I have to replace a smoothing capacitor in the "power supply" of a mains operated device. The stabilization is done with two 12 V Zener diodes in series. The supply uses a capacitor and resistor to step down the 230 V and then clamps the voltage using the Zeners. The estimated current draw of the whole circuit is less than 50mA.

The old capacitor was rated 220µF / 50V. I don't have specifications on the old capacitor. I can't even find the manufacturer "GTH". It died, losing almost all of its capacitance.

Is it acceptable to replace the old capacitor with a (low ESR) capacitor rated for 35V?

Using a 35V capacitor (for a short test) the device was functional. The expected voltage is 24 V. The reading matched that expectation.

Here is the relevant part of the schematic. The capacitor of interest is C2:

Schematic (the power supply section)

  • \$\begingroup\$ You don't by any chance know the exact part number of the old capacitor, do you? \$\endgroup\$
    – user57037
    Mar 26, 2017 at 16:52
  • 1
    \$\begingroup\$ Nope. I've only the PCB - thankfully with component value or model designators printed on the top. The old cap has only these markings: "-40 - 105°C 50V 220µF GTH". I doubt that the old one (older than 10 years) is even a low ESR type. @mkeith \$\endgroup\$ Mar 26, 2017 at 17:00
  • \$\begingroup\$ I reverse engineered the circuit, the schematic is drawn by me. And yes, the 24V label is actually an output, not an input. \$\endgroup\$ Mar 26, 2017 at 17:19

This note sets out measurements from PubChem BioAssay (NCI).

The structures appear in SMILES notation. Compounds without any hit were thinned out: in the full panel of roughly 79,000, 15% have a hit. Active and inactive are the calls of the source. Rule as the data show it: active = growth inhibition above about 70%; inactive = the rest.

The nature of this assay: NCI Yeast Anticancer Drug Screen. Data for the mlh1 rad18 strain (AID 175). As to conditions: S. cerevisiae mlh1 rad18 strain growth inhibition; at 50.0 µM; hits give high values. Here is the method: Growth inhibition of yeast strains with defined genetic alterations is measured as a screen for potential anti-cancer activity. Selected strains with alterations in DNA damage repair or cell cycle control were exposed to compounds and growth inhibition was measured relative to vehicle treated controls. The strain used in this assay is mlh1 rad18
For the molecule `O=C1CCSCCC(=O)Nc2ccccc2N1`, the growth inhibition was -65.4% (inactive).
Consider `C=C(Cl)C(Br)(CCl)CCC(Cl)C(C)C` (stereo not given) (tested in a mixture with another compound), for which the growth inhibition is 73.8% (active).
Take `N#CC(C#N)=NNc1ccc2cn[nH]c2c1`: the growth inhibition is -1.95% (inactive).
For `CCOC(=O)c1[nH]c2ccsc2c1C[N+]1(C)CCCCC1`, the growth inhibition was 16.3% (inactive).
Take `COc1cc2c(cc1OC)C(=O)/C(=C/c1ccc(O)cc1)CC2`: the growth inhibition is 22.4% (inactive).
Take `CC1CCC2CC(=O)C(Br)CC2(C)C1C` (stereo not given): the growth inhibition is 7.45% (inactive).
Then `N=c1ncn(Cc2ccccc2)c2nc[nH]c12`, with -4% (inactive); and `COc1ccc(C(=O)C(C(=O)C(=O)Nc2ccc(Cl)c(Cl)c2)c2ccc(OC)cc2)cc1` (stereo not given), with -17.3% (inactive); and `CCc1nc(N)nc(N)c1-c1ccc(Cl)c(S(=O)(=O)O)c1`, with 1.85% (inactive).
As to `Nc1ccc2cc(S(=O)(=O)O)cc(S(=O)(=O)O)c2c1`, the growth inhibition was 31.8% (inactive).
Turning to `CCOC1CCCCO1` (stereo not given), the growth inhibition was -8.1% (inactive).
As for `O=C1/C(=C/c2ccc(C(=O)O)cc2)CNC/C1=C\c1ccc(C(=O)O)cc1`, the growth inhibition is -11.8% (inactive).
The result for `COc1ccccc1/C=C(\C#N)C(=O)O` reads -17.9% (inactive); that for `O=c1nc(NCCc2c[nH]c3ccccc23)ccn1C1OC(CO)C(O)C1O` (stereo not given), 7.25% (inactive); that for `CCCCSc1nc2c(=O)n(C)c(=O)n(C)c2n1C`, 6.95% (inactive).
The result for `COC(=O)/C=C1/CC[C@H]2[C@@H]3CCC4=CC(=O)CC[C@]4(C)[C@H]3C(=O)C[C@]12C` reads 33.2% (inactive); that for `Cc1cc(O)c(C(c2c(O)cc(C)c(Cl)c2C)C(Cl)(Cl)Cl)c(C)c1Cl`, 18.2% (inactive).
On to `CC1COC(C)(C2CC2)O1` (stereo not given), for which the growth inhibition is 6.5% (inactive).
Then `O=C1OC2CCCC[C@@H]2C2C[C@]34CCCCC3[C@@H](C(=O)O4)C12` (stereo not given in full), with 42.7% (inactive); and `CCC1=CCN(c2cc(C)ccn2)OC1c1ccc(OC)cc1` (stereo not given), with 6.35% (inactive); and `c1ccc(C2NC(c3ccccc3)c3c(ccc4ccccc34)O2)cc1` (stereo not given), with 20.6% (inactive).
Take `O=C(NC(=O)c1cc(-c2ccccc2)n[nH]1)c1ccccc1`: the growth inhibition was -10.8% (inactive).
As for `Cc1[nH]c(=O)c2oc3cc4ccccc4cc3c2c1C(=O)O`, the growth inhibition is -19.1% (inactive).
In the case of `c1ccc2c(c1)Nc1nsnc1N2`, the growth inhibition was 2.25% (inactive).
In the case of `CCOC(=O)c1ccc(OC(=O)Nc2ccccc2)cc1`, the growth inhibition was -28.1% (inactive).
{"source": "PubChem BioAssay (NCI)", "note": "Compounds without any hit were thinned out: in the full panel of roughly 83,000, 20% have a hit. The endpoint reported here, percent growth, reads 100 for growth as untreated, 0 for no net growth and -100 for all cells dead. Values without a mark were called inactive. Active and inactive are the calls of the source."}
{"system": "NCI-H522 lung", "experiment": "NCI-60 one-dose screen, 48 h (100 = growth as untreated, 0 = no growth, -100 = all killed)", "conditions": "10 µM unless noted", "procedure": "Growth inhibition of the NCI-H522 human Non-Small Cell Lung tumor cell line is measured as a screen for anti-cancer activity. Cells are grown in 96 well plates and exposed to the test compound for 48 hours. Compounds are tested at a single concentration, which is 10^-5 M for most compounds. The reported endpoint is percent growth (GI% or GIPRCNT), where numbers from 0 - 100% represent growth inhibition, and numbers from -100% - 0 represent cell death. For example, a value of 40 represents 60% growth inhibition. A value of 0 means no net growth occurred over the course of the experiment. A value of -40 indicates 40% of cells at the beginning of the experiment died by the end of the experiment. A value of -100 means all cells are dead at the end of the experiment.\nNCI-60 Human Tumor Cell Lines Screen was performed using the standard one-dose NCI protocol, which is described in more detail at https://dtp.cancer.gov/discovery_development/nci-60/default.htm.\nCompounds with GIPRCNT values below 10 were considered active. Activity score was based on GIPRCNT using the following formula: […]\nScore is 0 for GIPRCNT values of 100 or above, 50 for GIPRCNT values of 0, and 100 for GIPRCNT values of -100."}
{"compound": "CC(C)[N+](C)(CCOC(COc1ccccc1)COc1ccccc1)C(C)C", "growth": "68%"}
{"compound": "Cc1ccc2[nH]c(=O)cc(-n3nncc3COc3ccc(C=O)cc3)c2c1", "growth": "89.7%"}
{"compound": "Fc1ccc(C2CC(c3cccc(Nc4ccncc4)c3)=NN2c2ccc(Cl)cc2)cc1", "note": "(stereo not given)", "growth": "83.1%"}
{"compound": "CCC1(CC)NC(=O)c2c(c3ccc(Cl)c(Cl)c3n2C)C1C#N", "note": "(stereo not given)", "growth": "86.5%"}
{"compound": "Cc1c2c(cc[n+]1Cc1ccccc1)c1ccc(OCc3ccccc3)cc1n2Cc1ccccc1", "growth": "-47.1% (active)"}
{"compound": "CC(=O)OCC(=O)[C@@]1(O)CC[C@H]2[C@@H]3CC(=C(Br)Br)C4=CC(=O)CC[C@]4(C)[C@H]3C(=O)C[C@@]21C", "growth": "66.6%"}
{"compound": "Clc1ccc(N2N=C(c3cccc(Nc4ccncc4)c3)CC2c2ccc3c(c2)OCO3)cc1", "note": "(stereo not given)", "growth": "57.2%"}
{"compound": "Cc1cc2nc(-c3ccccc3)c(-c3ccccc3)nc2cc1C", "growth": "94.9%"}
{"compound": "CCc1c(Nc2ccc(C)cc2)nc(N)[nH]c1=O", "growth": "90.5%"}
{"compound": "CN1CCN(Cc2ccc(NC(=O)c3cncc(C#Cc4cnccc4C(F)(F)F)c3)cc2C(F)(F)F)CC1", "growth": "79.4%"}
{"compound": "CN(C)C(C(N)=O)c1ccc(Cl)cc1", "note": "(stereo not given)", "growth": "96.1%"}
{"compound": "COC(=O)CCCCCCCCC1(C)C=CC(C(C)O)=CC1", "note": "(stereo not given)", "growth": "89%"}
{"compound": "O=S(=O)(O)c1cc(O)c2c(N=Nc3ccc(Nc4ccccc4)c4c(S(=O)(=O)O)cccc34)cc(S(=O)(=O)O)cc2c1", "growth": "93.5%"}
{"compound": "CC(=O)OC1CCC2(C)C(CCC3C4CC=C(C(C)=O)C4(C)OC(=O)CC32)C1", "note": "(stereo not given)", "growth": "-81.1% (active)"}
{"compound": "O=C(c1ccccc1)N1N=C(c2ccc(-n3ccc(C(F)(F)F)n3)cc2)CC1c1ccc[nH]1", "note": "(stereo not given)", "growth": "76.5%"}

1 Answer 1


In this case (a Zener-only stabilized mains supply) capacitor cyclic charge and discharge.

Charge through D3 when a half-wave voltage is positive. Discharge on load when a half-wave voltage is negative. Сurrent through the capacitor is essential(appreciable).

Usually, Equivalent series resistance (ESR) is inversely proportional to the voltage rate of the capacitor at constant capacity. ESR a 220µF/35V capacitor has greater value as a 220µF/50V capacitor.

Cyclic current and ESR greater value lead to greater heating of the capacitor and this reduces durable.

My opinion is replacing permissible but not justified. I do not recommend.

  • \$\begingroup\$ Can you please explain or elaborate a bit more on "Equivalent series resistance (ESR) 220µF/35V capacitor has greater value as 220µF/50V capacitor."? \$\endgroup\$ Mar 26, 2017 at 14:34
  • \$\begingroup\$ @try-catch-finally , ESR is inversely proportional to the voltage rate of the capacitor at constant capacity. It follows from the datasheet a capacitors or if you look at the table for ESR-metr​. \$\endgroup\$
    – AltAir
    Mar 26, 2017 at 16:04

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